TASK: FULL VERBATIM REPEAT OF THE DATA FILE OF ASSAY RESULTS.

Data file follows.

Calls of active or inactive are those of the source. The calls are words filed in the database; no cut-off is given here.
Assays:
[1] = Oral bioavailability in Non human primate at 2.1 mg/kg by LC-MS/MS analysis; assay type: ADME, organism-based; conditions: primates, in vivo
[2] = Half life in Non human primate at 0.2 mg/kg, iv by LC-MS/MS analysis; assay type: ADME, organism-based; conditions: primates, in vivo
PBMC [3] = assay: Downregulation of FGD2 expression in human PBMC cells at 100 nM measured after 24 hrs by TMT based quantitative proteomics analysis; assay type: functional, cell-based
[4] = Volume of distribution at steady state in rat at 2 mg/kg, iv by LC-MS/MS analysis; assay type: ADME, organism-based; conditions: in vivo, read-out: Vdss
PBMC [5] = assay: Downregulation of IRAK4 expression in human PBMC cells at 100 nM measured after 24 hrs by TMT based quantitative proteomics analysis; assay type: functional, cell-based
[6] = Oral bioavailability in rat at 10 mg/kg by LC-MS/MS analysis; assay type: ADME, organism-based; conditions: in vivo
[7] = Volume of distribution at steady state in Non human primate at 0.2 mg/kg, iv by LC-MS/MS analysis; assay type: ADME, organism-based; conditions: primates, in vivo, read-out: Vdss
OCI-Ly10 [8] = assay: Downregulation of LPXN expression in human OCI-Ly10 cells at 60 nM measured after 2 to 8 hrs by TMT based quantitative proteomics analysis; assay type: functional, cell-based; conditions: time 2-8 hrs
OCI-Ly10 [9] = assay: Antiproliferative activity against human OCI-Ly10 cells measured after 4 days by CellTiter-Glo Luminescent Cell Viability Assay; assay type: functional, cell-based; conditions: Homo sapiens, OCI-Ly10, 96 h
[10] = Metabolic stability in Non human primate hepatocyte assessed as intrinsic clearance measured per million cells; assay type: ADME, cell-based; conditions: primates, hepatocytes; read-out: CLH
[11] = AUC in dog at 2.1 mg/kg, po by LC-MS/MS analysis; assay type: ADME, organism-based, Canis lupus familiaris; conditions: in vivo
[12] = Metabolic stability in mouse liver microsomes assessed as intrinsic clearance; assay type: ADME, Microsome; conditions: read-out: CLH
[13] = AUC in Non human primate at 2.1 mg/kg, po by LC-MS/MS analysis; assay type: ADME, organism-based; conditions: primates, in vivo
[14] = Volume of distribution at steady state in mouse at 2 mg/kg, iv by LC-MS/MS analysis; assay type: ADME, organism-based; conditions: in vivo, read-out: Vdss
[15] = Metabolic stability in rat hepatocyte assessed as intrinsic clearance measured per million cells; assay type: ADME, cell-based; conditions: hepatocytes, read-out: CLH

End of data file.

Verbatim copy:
Calls of active or inactive are those of the source. The calls are words filed in the database; no cut-off is given here.
Assays:
[1] = Oral bioavailability in Non human primate at 2.1 mg/kg by LC-MS/MS analysis; assay type: ADME, organism-based; conditions: primates, in vivo
[2] = Half life in Non human primate at 0.2 mg/kg, iv by LC-MS/MS analysis; assay type: ADME, organism-based; conditions: primates, in vivo
PBMC [3] = assay: Downregulation of FGD2 expression in human PBMC cells at 100 nM measured after 24 hrs by TMT based quantitative proteomics analysis; assay type: functional, cell-based
[4] = Volume of distribution at steady state in rat at 2 mg/kg, iv by LC-MS/MS analysis; assay type: ADME, organism-based; conditions: in vivo, read-out: Vdss
PBMC [5] = assay: Downregulation of IRAK4 expression in human PBMC cells at 100 nM measured after 24 hrs by TMT based quantitative proteomics analysis; assay type: functional, cell-based
[6] = Oral bioavailability in rat at 10 mg/kg by LC-MS/MS analysis; assay type: ADME, organism-based; conditions: in vivo
[7] = Volume of distribution at steady state in Non human primate at 0.2 mg/kg, iv by LC-MS/MS analysis; assay type: ADME, organism-based; conditions: primates, in vivo, read-out: Vdss
OCI-Ly10 [8] = assay: Downregulation of LPXN expression in human OCI-Ly10 cells at 60 nM measured after 2 to 8 hrs by TMT based quantitative proteomics analysis; assay type: functional, cell-based; conditions: time 2-8 hrs
OCI-Ly10 [9] = assay: Antiproliferative activity against human OCI-Ly10 cells measured after 4 days by CellTiter-Glo Luminescent Cell Viability Assay; assay type: functional, cell-based; conditions: Homo sapiens, OCI-Ly10, 96 h
[10] = Metabolic stability in Non human primate hepatocyte assessed as intrinsic clearance measured per million cells; assay type: ADME, cell-based; conditions: primates, hepatocytes; read-out: CLH
[11] = AUC in dog at 2.1 mg/kg, po by LC-MS/MS analysis; assay type: ADME, organism-based, Canis lupus familiaris; conditions: in vivo
[12] = Metabolic stability in mouse liver microsomes assessed as intrinsic clearance; assay type: ADME, Microsome; conditions: read-out: CLH
[13] = AUC in Non human primate at 2.1 mg/kg, po by LC-MS/MS analysis; assay type: ADME, organism-based; conditions: primates, in vivo
[14] = Volume of distribution at steady state in mouse at 2 mg/kg, iv by LC-MS/MS analysis; assay type: ADME, organism-based; conditions: in vivo, read-out: Vdss
[15] = Metabolic stability in rat hepatocyte assessed as intrinsic clearance measured per million cells; assay type: ADME, cell-based; conditions: hepatocytes, read-out: CLH